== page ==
Length of Training and Massage Class Schedules
Most massage schools offer a variety of schedules for their students to choose from and most programs take about a year. Massage is regulated differently by state in regards to the required training hours, but it’s usually best to make sure you cover the maximum amount of hours needed nationwide. If you move and only complete the minimum amount of training hours for one state, then you might need to go back to school to meet the demands for another state.
With the massage training school I attended, I chose the schedule where the classes were three times a week—Monday 6pm-9pm, Wednesday 6pm-9pm and Saturday 9am-4pm. I could have dropped in every weekday for shorter increments of time, but I lived too far away to justify spending the money on gas for two extra days. (We had an hour for lunch on Saturdays, and everyone always went out together, so it was worth it.)
Juniors and Seniors; Eastern and Western
The classes were divided 50/50 with juniors and seniors. Juniors were students who ranged from new to halfway through the program and seniors were anywhere from the halfway point to nearing graduation. When the seniors graduated and the juniors became seniors, new juniors came in to fill up the class. This was a big change for our group—losing our seniors halfway through our year and meeting another crew—but we bonded with the new juniors just as quickly.
Half of the year is spent learning Eastern modalities, the other half is spent leaning Western. At the middle of the year, the course focus switches with the changing of the students.
- Deep tissue
- Lymphatic massage
- Sports massage
- Prenatal massage
- Hot stone massage
- Energy work
- Traditional Chinese Medicine (TCM)
- Myofascial release therapies
- Anatomy and physiology
Also covered in the courses was important information about launching our careers, managing our business finances, and marketing.
What Went On In Massage Class?
When I joined class as a new junior, our first six months covered Western modalities. This included the more mainstream Swedish Massage and variations. The basic difference between the Eastern and Western styles is the philosophy behind the bodywork. With Western, there is more of a focus on the anatomy of the body and working on the muscles directly to bring the client relief. In Eastern, the muscles are also loosened with palpation, but there is more energy work in mind.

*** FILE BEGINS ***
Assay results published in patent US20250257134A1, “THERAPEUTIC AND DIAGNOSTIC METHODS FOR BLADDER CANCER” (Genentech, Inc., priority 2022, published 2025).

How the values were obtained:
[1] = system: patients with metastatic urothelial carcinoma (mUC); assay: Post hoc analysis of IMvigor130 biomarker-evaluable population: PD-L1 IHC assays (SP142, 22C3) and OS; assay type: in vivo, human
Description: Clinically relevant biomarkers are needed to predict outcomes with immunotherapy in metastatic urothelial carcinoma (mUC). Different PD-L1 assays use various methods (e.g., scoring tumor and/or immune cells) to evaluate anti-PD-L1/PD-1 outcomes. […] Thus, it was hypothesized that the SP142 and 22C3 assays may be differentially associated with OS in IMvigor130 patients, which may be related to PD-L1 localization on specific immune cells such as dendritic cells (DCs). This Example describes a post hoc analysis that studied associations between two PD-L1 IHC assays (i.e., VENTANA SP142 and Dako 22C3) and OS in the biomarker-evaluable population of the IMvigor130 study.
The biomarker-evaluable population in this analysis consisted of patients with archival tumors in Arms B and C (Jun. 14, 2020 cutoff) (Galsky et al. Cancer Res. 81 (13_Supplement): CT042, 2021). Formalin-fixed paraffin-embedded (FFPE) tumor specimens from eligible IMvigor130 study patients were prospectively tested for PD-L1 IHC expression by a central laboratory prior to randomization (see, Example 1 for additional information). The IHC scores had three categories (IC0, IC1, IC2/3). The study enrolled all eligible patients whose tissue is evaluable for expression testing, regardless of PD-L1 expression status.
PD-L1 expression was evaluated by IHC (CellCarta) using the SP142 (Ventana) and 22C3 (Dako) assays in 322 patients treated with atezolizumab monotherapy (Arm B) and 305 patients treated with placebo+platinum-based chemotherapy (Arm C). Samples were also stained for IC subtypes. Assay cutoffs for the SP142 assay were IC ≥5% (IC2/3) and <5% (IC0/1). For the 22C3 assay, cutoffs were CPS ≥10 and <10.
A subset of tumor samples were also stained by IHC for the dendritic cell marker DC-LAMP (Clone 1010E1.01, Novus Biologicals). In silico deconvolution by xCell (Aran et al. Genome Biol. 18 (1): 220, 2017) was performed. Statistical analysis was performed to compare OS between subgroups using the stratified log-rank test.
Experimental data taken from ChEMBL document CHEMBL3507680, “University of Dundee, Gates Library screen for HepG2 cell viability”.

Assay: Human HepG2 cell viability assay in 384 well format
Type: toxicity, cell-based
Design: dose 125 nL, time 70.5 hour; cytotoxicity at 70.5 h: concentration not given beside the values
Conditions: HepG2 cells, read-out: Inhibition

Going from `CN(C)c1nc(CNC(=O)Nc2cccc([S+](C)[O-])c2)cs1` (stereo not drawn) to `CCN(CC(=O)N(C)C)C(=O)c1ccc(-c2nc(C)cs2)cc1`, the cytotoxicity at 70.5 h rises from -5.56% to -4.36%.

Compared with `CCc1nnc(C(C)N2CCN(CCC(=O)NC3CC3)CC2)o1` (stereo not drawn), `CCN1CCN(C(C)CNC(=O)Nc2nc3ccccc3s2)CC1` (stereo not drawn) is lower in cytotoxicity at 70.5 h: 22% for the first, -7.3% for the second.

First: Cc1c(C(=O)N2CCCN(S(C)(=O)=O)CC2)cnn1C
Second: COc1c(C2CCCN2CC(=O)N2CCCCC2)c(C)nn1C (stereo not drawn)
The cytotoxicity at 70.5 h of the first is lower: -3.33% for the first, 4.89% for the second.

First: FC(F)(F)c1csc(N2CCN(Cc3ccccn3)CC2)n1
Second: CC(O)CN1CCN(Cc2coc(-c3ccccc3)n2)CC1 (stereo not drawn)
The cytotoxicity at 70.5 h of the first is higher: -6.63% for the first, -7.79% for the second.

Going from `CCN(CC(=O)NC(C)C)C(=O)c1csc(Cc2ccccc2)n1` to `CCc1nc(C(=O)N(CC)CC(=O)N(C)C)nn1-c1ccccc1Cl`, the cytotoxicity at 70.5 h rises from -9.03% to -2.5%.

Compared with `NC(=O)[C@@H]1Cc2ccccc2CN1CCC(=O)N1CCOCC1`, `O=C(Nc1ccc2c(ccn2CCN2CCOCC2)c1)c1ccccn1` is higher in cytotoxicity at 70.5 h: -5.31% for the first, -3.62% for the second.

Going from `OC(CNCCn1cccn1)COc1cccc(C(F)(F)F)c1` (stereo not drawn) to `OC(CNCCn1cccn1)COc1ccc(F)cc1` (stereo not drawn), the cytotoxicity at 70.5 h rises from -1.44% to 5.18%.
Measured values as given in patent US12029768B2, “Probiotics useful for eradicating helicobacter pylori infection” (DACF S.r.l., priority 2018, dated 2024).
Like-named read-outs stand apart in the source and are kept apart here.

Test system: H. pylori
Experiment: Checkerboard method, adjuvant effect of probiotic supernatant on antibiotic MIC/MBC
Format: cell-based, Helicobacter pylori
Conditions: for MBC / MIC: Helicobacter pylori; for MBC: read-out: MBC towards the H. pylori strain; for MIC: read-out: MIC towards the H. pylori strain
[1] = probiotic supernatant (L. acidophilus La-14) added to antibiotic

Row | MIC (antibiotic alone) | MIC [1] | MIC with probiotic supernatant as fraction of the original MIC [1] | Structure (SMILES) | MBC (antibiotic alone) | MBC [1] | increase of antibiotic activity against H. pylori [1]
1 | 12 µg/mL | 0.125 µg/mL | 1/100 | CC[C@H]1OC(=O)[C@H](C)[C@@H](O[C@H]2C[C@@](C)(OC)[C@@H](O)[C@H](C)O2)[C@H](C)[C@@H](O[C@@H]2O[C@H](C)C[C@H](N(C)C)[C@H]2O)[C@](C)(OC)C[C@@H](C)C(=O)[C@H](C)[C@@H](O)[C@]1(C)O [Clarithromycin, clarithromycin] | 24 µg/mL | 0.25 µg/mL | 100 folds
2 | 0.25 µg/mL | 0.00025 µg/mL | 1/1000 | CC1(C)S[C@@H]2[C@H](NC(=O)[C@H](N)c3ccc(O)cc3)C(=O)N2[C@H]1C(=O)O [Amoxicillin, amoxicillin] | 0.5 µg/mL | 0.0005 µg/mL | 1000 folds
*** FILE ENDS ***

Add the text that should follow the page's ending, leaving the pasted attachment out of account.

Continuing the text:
The first massage technique we learned was Swedish Massage, also known as classic massage. Our mentor had us gather around her table as she demonstrated different strokes on a volunteer from the class. We were given a choreographed routine to follow and practiced in increments of fifteen minutes on our partners until we were able to perform the entire massage. I think the best—and decidedly most hilarious—part of learning Swedish Massage in a classroom full of massage tables is learning how to get undressed and under the covers without flashing everyone. But the school had a tried and true method to help us out. We held the sheet up against the wall so our partner could undress in privacy (there are only four corners in a room, so you have to hurry if you want a good spot!). Then we wrapped them in the sheet and they had to shuffle to table. At first, there was a lot of giggling as we tried to figure out how to get on the table and unrolled from the sheet, but eventually it became so natural that we forgot we wouldn’t be wrapping our clients in sheets in our future practices!
Overall, there was a certain amount of peace in the classroom because the balance was almost perfect. We had a good mix of practice time, desk time, discussion time and even exercise time. The stretches were critical to help prepare our bodies for proper body mechanics while giving a massage to prevent injury. And because of the focus of promoting good energy and healing in mind and body, my experience in that classroom was by far the best I’ve ever had.